Lingering worries about the European debt crisis continue to drive investors to U.S. government bonds, sending fixed mortgage rates down to another record low.
According to Freddie Mac’s Primary Mortgage Market Survey (PMMS), the 30-year fixed-rate mortgage (FRM) averaged 3.49 percent (0.7 point) for the week ending July 26, down from 3.53 percent the previous week. At the same time in 2011, the 30-year FRM averaged 4.55 percent.
The 15-year fixed averaged 2.80 percent (0.7 point), a drop from 2.83 the week before.
Adjustable rate mortgages (ARMs) actually saw a small boost, with the 5-year ARM averaging 2.74 percent (0.6 point), an increase from 2.69 percent the previous week. The 1-year ARM averaged 2.71 percent (0.5 point), up from 2.69 percent previously.
“Market concerns over the strength of the economic recovery brought long-term Treasury yields to new lows this week, allowing fixed mortgage rates to reach record levels,” said Frank Nothaft, Freddie Mac VP and chief economist. “The Conference Board Leading Economic Index showed the largest monthly decline in June since September 2011. Existing home sales fell to 4.36 million homes (annualized) in June and represented the slowest pace since October 2011. Similarly, new home sales fell in June to their lowest level since January of this year.”
Bankrate also posted record results for the fourth week in a row, with the 30-year fixed falling to 3.75 percent from 3.78 percent the previous week. The 15-year fixed fell to 3.00 percent from 3.04 percent.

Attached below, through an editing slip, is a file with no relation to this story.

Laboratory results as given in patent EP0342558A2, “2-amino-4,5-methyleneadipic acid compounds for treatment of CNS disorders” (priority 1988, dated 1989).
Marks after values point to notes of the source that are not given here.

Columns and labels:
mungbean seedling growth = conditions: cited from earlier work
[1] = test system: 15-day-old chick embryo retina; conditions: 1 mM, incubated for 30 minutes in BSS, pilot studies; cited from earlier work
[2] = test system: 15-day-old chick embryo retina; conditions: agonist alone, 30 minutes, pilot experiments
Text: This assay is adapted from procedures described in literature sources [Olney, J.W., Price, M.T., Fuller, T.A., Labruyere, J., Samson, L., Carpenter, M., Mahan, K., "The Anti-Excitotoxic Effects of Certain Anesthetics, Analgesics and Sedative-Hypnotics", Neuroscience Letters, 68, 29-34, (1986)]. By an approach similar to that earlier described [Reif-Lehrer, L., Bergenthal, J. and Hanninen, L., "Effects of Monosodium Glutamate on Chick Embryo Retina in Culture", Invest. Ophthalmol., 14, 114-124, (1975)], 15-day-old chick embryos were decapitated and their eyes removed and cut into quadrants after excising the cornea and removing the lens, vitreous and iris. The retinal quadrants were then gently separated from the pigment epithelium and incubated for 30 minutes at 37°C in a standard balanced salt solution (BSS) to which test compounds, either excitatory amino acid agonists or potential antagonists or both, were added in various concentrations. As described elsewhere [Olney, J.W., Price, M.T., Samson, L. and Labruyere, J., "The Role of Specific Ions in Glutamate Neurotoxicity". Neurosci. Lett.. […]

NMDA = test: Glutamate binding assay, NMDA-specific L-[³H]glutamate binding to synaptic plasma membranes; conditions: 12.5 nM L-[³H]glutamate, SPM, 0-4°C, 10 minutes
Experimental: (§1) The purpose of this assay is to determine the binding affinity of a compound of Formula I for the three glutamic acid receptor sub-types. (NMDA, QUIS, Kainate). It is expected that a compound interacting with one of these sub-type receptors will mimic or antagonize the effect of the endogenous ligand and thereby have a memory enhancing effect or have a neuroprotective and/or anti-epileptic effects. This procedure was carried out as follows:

According to Bankrate’s data, 5/1-year ARMs averaged 2.89 percent, the same as the week before.
Rep. Jerry McNerney (D-Stockton) recently introduced a bill to speed up the short sale process by requiring subordinate mortgage lien holders to make a decision on a short sale within 45 days.
McNerney’s bill proposes that if the lender does not make a decision within the given time period, the short sale will be approved on the 46th day.
The bill, titled Fast Help For Homeowners (FHFH) Act, received strong support from the National Association of Realtors (NAR).
“Second mortgage lien holders frequently hold up and cancel the short sale transaction while trying to collect the largest possible payout in exchange for releasing the homeowner’s lien, even though the secondary lien holder often gets nothing if the home ends up going into foreclosure,” said NAR President Moe Veissi, in a statement. “While efforts have been made to improve primary lien holders’ response times, issues still abound with second and subsequent lien holders, and this legislation is a step in the right direction.”
The NAR also stated that its members continue to report delays in completing short sale transactions due to drawn out response times for whether or not an offer was accepted.
In a recent DS News interview with RealtyTrac VP Daren Blomquist, issues with second liens was also noted as problem for servicers when attempting to complete a short sale transaction.
The bill is cosponsored by Reps. Dennis Cardoza (D-California), Tom Rooney (R-Florida), George Miller (D-California), Jim Costa (D-California), Barbara Lee (D-California), and Richard Nugent (R-Florida).